Planning For The Mid-West

Planning For The Mid-West

Western Australia Minister for Planning John Day

New Strategy Reflects Importance Of Mid-West

Victor P Taffa

  • Framework to guide Mid-West planning and infrastructure development
  • Mid-West development of strategic importance to the State
  • Opportunities to attract private and public investment maximised

The State Government has released for public comment a draft framework set to guide future regional planning and infrastructure development in the State’s Mid-West.

Planning Minister John Day said the draft Mid West Regional Planning and Infrastructure Framework provided an approach that would build on the characteristics and opportunities of one of the State’s key economic and cultural regions.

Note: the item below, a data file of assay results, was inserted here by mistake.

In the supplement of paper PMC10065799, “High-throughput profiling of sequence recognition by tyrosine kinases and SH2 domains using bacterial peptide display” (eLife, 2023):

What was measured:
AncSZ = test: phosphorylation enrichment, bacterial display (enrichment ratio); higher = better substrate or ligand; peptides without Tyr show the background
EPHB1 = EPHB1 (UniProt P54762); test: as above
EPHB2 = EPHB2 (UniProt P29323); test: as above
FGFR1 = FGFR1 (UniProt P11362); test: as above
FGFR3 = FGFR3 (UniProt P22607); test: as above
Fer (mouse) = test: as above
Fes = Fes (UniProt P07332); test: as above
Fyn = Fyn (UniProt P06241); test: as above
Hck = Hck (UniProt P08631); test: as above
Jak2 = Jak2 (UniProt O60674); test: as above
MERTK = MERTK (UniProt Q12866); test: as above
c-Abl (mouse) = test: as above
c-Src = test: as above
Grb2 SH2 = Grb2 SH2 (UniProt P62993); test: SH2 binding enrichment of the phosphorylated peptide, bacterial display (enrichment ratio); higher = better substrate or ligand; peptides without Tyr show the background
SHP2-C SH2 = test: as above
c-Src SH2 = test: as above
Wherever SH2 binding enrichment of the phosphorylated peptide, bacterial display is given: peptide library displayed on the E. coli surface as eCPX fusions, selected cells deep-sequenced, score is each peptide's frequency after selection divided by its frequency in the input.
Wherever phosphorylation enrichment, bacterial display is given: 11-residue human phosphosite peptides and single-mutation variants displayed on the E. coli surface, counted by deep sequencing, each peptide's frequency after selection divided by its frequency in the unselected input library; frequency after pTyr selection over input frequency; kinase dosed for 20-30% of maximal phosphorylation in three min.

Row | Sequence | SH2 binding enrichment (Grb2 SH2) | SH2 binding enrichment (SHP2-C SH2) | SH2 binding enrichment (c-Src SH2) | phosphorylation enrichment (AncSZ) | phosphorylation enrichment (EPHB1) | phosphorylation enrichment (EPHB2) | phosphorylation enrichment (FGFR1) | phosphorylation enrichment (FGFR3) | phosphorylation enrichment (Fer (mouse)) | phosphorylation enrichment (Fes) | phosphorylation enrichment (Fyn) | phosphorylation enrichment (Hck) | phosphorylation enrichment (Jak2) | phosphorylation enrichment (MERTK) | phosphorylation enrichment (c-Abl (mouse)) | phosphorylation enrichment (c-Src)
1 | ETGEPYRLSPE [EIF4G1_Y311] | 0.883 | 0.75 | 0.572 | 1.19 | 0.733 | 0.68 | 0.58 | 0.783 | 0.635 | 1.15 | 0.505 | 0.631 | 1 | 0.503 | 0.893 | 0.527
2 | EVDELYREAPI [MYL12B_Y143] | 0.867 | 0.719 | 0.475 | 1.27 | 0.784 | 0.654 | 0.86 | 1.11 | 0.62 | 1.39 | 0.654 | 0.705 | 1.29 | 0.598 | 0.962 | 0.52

“The release of this framework by the Government provides strategic policy direction and infrastructure co-ordination for an important region in Western Australia.” Mr. Day said.


“The Mid-West’s strategic location in central WA between the resources centre of the North-West and the Perth metropolitan region and its proximity to key Asian markets gives it an undeniable advantage.”

“This framework will enable the Mid-West to continue to develop as a robust economy, yet respond to the increasing challenges posed by the economy and environment.”

“The importance of the region to not only WA, and its indigenous people, but also the nation, will increase as it develops its potential as a place to live, work and invest.” Mr. Day said.

“The integration of regional planning and infrastructure decisions will help maximise opportunities to attract private and public investment for the region’s communities and key stakeholders.”

The Mid West Regional Planning Committee, in consultation with the Western Australian Planning Commission’s Infrastructure Coordinating Committee, and the Mid West Development Commission, will advise the Government on the priorities and progress of the Mid-West region.

Fact File

  • The Mid West Regional Planning and Infrastructure Framework is open for public comment until January 20, 2012